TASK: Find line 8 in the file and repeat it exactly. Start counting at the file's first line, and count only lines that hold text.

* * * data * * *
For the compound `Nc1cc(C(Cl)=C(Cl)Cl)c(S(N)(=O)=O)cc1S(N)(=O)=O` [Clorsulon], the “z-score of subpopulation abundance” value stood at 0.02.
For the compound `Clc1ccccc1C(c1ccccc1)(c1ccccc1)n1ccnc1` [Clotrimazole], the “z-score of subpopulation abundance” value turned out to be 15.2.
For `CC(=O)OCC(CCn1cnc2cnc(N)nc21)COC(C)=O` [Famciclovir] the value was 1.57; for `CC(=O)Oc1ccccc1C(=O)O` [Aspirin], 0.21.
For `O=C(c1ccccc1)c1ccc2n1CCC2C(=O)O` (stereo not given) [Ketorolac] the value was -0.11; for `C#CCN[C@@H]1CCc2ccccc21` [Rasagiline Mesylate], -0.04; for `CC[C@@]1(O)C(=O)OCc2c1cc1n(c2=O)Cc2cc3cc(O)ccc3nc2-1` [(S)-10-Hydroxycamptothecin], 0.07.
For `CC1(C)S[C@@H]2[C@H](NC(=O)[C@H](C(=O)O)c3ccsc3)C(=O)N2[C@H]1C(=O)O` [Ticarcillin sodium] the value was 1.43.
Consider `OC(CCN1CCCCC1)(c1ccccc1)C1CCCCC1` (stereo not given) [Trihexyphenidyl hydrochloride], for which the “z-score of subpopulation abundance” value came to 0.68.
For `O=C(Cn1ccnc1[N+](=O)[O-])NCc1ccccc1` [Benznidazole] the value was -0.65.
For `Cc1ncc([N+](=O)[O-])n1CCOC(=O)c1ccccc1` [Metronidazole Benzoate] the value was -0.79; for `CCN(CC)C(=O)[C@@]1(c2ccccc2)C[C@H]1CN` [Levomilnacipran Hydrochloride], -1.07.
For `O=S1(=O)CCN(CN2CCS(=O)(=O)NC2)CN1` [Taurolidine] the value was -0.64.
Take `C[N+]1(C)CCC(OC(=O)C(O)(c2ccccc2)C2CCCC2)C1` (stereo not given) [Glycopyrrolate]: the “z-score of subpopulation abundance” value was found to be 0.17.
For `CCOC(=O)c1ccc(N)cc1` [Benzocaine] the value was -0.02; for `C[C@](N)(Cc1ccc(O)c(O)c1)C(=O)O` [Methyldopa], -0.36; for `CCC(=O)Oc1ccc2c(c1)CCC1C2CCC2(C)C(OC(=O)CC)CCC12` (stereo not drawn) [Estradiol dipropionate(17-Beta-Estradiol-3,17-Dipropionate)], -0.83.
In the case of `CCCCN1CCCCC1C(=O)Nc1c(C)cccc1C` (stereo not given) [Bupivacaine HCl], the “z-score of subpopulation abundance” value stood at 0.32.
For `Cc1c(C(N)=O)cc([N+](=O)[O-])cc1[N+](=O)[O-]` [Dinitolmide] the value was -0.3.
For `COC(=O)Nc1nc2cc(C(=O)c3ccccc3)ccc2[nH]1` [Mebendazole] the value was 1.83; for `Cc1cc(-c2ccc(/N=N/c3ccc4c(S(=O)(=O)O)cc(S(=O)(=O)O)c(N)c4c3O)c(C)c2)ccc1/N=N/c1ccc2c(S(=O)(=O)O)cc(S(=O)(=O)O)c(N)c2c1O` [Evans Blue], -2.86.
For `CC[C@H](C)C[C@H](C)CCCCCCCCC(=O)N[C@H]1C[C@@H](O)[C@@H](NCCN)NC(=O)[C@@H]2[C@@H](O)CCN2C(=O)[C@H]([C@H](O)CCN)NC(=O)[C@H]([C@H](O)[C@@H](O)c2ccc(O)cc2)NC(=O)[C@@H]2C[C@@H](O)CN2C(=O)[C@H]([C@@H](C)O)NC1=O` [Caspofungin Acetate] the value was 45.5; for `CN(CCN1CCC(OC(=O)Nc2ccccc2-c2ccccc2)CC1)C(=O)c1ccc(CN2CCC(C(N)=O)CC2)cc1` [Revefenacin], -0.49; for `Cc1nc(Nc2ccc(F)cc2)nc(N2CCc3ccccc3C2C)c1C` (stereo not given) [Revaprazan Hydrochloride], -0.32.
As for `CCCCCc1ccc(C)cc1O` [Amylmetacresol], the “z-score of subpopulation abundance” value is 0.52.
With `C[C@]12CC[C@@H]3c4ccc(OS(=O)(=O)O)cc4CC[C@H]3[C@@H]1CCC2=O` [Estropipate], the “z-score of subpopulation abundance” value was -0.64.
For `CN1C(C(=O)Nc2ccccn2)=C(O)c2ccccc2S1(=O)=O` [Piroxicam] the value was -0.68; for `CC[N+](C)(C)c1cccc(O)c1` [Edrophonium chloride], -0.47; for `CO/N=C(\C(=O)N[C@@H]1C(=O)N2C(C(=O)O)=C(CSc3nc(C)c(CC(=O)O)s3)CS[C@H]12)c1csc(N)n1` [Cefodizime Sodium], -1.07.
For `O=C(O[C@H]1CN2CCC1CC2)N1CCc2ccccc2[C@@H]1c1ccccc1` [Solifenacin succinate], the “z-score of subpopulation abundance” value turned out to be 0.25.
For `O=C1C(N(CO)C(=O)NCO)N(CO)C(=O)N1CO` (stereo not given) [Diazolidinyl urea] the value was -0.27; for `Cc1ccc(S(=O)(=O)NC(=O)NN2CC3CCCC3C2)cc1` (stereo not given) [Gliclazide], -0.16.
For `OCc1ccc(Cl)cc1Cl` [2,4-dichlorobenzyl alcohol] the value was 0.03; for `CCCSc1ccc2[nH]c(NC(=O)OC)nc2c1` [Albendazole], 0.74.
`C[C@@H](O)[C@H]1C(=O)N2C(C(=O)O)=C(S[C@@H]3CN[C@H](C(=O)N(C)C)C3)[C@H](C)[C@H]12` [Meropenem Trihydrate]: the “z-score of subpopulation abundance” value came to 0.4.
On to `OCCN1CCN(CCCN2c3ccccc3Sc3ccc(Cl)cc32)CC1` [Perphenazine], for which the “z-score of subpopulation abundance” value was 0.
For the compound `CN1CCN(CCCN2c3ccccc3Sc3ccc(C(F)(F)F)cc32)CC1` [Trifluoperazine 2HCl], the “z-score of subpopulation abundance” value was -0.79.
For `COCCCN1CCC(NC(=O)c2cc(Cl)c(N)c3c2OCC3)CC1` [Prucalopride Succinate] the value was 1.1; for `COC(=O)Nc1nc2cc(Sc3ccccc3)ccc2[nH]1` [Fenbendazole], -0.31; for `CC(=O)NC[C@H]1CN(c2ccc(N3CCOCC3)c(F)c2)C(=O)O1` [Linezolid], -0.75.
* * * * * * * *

For `Cc1ncc([N+](=O)[O-])n1CCOC(=O)c1ccccc1` [Metronidazole Benzoate] the value was -0.79; for `CCN(CC)C(=O)[C@@]1(c2ccccc2)C[C@H]1CN` [Levomilnacipran Hydrochloride], -1.07.